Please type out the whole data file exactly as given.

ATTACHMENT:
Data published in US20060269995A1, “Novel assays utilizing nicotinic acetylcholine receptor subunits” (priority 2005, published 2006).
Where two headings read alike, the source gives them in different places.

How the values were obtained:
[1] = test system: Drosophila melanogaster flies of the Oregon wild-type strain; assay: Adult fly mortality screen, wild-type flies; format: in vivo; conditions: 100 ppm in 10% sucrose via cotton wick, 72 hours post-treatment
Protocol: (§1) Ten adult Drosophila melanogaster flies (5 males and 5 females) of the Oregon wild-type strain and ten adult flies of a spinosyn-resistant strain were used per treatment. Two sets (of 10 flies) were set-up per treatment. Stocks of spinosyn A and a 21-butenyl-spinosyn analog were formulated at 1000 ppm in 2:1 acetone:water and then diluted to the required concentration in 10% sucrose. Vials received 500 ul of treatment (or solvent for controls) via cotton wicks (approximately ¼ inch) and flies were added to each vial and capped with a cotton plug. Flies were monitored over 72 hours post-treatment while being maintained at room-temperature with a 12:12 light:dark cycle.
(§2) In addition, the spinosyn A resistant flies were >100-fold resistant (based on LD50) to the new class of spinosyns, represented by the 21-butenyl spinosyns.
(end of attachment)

Data published in US20060269995A1, “Novel assays utilizing nicotinic acetylcholine receptor subunits” (priority 2005, published 2006).
Where two headings read alike, the source gives them in different places.

How the values were obtained:
[1] = test system: Drosophila melanogaster flies of the Oregon wild-type strain; assay: Adult fly mortality screen, wild-type flies; format: in vivo; conditions: 100 ppm in 10% sucrose via cotton wick, 72 hours post-treatment
Protocol: (§1) Ten adult Drosophila melanogaster flies (5 males and 5 females) of the Oregon wild-type strain and ten adult flies of a spinosyn-resistant strain were used per treatment. Two sets (of 10 flies) were set-up per treatment. Stocks of spinosyn A and a 21-butenyl-spinosyn analog were formulated at 1000 ppm in 2:1 acetone:water and then diluted to the required concentration in 10% sucrose. Vials received 500 ul of treatment (or solvent for controls) via cotton wicks (approximately ¼ inch) and flies were added to each vial and capped with a cotton plug. Flies were monitored over 72 hours post-treatment while being maintained at room-temperature with a 12:12 light:dark cycle.
(§2) In addition, the spinosyn A resistant flies were >100-fold resistant (based on LD50) to the new class of spinosyns, represented by the 21-butenyl spinosyns.